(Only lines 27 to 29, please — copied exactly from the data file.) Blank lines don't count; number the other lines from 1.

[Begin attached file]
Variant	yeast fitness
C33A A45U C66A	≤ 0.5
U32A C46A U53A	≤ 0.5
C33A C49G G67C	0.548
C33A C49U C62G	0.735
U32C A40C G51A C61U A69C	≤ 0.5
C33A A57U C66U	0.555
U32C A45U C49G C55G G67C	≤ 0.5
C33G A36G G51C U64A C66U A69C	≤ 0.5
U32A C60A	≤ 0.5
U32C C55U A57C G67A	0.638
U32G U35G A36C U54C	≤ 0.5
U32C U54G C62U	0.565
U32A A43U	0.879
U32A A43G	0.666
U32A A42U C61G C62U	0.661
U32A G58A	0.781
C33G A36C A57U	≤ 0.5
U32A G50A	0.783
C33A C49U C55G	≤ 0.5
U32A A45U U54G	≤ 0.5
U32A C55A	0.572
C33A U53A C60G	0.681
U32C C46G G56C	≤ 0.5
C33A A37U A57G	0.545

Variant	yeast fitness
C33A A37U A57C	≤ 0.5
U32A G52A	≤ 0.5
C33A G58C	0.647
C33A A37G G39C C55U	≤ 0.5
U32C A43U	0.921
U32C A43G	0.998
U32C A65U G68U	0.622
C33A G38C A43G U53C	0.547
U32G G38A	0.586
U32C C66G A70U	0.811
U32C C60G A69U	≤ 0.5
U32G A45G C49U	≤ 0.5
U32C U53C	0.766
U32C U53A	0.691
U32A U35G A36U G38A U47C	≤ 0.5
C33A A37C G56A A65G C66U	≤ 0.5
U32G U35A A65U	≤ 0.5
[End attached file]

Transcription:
C33A A37U A57C	≤ 0.5
U32A G52A	≤ 0.5
C33A G58C	0.647